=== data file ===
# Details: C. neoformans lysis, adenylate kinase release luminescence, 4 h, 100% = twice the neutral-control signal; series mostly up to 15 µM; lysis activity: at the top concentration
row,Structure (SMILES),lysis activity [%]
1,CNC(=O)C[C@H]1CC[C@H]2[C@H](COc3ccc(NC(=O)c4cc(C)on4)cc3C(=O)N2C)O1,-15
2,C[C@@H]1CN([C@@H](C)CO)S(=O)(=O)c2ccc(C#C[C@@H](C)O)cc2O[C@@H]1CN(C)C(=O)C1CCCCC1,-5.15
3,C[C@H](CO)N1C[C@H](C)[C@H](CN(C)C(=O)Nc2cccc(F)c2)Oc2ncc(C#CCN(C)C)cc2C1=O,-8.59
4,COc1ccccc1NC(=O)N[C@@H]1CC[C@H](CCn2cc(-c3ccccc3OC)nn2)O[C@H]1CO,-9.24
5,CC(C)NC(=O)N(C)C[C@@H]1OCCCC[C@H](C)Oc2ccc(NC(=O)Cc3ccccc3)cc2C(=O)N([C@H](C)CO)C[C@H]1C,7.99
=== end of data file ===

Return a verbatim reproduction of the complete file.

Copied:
# Details: C. neoformans lysis, adenylate kinase release luminescence, 4 h, 100% = twice the neutral-control signal; series mostly up to 15 µM; lysis activity: at the top concentration
row,Structure (SMILES),lysis activity [%]
1,CNC(=O)C[C@H]1CC[C@H]2[C@H](COc3ccc(NC(=O)c4cc(C)on4)cc3C(=O)N2C)O1,-15
2,C[C@@H]1CN([C@@H](C)CO)S(=O)(=O)c2ccc(C#C[C@@H](C)O)cc2O[C@@H]1CN(C)C(=O)C1CCCCC1,-5.15
3,C[C@H](CO)N1C[C@H](C)[C@H](CN(C)C(=O)Nc2cccc(F)c2)Oc2ncc(C#CCN(C)C)cc2C1=O,-8.59
4,COc1ccccc1NC(=O)N[C@@H]1CC[C@H](CCn2cc(-c3ccccc3OC)nn2)O[C@H]1CO,-9.24
5,CC(C)NC(=O)N(C)C[C@@H]1OCCCC[C@H](C)Oc2ccc(NC(=O)Cc3ccccc3)cc2C(=O)N([C@H](C)CO)C[C@H]1C,7.99